A Naples, Real Fabbrica Ferdinandea, biscuit porcelain figure of a woman, circa 1790-1800
Modelled standing, wearing a long skirt and shawl, clutching a fan, on an oval base, 14.8cm high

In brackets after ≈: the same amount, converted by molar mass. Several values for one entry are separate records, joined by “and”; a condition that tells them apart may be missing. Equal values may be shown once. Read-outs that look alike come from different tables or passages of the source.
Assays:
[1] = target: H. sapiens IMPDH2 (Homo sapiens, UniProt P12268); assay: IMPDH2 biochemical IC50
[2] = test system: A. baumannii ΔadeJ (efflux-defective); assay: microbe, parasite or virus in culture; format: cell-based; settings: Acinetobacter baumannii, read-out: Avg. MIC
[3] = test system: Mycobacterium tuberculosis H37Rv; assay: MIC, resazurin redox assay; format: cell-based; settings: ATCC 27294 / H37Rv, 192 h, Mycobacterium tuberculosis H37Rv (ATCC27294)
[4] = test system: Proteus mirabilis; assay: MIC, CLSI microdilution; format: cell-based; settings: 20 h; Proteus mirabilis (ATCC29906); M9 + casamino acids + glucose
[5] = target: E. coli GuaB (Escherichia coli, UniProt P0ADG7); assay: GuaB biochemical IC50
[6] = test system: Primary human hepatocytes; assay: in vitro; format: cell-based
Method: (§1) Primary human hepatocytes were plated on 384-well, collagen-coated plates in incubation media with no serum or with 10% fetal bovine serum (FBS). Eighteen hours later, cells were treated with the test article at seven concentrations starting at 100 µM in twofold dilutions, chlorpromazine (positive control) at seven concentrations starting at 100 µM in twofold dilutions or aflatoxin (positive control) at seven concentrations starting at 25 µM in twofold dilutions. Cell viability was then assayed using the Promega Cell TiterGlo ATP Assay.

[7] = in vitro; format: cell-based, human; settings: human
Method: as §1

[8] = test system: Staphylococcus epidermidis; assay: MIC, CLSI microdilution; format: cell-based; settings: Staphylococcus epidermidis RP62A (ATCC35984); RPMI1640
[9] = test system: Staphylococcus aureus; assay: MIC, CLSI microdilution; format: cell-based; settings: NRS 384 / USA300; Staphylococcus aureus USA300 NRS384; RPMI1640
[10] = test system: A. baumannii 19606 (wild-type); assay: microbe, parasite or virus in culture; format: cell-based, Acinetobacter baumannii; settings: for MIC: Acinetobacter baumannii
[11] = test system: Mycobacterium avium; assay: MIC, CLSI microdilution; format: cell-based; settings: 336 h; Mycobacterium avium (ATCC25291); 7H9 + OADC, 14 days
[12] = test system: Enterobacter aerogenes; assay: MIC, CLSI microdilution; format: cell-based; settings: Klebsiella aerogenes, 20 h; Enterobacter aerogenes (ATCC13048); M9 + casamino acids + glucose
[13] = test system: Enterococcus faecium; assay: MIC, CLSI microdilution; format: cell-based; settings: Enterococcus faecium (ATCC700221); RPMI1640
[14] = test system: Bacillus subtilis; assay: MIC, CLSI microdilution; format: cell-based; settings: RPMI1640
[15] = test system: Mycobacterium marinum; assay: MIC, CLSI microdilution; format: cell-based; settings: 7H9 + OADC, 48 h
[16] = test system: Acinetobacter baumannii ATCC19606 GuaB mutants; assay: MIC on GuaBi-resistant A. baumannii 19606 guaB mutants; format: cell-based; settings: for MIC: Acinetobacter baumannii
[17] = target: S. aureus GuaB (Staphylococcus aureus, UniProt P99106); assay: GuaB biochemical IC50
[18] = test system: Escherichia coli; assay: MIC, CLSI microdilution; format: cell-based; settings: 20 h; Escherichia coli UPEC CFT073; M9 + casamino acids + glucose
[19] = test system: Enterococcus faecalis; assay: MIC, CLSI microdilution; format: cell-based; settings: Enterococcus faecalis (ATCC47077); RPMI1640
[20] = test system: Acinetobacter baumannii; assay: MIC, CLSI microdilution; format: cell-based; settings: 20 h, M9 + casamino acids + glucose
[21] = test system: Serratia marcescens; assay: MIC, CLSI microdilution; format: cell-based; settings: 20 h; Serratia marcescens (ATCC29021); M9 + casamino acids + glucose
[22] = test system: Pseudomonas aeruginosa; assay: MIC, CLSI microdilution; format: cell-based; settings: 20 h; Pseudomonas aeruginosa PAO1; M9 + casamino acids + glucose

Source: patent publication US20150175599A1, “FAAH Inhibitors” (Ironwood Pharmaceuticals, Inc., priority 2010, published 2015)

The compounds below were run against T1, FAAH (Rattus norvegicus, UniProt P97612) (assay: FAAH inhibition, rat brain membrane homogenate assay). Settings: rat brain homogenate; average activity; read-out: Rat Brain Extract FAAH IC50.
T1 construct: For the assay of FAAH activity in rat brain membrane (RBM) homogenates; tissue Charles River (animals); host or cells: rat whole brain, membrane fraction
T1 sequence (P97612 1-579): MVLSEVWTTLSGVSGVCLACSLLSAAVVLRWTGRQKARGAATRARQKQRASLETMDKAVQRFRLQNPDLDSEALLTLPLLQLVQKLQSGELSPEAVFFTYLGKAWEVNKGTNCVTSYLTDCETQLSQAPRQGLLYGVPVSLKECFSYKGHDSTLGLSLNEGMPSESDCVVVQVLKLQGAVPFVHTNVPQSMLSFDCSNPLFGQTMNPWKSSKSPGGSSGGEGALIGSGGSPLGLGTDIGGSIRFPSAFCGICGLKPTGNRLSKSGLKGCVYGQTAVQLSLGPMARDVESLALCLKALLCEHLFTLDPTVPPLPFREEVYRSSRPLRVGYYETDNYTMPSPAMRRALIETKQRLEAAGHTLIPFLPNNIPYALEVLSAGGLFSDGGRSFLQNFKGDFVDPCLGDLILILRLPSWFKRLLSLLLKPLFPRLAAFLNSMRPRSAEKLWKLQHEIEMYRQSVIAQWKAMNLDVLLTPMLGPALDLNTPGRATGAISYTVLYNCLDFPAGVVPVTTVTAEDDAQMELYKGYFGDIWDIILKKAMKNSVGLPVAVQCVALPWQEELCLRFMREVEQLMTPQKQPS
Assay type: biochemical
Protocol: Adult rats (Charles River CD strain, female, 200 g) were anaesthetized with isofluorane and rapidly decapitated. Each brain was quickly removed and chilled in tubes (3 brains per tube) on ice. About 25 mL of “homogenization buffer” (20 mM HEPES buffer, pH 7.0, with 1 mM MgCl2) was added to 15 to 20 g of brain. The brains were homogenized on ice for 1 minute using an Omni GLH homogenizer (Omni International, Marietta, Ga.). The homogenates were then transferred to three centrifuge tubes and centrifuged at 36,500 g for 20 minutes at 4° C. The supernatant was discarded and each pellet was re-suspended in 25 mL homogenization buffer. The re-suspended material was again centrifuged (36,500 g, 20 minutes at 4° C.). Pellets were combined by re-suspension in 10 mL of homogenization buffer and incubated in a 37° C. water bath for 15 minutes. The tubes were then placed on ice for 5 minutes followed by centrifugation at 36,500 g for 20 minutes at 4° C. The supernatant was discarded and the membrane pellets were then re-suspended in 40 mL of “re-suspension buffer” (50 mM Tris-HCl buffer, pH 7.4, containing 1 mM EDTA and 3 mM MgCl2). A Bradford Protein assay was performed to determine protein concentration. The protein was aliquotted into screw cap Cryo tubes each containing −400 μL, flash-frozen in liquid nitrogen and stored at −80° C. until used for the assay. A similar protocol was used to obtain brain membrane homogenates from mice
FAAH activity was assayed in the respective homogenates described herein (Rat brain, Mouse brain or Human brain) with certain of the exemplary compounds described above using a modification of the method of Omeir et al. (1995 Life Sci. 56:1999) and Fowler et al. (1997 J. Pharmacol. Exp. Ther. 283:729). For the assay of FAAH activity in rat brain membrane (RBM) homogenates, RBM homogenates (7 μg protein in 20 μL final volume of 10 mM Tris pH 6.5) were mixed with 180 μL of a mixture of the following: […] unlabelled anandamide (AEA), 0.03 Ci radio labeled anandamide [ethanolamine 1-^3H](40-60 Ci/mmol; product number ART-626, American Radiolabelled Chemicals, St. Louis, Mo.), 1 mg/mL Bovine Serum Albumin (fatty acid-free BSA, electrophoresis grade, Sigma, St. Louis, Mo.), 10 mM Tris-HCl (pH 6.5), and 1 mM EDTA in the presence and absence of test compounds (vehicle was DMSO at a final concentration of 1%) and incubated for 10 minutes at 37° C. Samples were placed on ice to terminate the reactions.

Angela Caròla-Perrotti writes (Ritorno al Barocco (2010), p.320) that to accompany the Servizio delle Vedute Napolitane , from 1792 a very elaborate table setting was designed by Tagliolini and Venuti. They created a kind of miniature park, called the Real Passagio, which included figures from the Neapolitan bourgeoisie and, according to one document, seventy-five figures dressed in the fashions of the day and described in the factory as bernesche because of the gently satirical way in which they were portrayed. The model for this figure would have originally been made for this service, and it became one of the most popular lines of production for the factory in the late 18th century.